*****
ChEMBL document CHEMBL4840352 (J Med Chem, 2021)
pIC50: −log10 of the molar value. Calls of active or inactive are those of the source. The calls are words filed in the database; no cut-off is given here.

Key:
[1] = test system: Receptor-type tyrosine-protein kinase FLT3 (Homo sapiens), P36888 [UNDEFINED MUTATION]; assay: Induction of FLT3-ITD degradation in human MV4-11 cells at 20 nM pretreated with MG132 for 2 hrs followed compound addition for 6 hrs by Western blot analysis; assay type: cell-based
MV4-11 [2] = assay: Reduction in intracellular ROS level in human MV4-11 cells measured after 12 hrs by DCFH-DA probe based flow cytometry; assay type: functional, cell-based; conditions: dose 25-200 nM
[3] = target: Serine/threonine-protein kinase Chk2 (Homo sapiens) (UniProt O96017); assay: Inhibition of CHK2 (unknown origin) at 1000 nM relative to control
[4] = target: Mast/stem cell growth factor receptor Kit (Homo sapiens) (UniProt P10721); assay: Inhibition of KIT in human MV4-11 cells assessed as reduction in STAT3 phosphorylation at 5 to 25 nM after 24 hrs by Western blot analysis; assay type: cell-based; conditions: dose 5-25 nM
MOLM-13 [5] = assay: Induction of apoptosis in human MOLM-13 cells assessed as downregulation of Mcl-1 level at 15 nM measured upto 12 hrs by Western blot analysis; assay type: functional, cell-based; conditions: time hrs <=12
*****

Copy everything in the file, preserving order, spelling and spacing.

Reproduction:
ChEMBL document CHEMBL4840352 (J Med Chem, 2021)
pIC50: −log10 of the molar value. Calls of active or inactive are those of the source. The calls are words filed in the database; no cut-off is given here.

Key:
[1] = test system: Receptor-type tyrosine-protein kinase FLT3 (Homo sapiens), P36888 [UNDEFINED MUTATION]; assay: Induction of FLT3-ITD degradation in human MV4-11 cells at 20 nM pretreated with MG132 for 2 hrs followed compound addition for 6 hrs by Western blot analysis; assay type: cell-based
MV4-11 [2] = assay: Reduction in intracellular ROS level in human MV4-11 cells measured after 12 hrs by DCFH-DA probe based flow cytometry; assay type: functional, cell-based; conditions: dose 25-200 nM
[3] = target: Serine/threonine-protein kinase Chk2 (Homo sapiens) (UniProt O96017); assay: Inhibition of CHK2 (unknown origin) at 1000 nM relative to control
[4] = target: Mast/stem cell growth factor receptor Kit (Homo sapiens) (UniProt P10721); assay: Inhibition of KIT in human MV4-11 cells assessed as reduction in STAT3 phosphorylation at 5 to 25 nM after 24 hrs by Western blot analysis; assay type: cell-based; conditions: dose 5-25 nM
MOLM-13 [5] = assay: Induction of apoptosis in human MOLM-13 cells assessed as downregulation of Mcl-1 level at 15 nM measured upto 12 hrs by Western blot analysis; assay type: functional, cell-based; conditions: time hrs <=12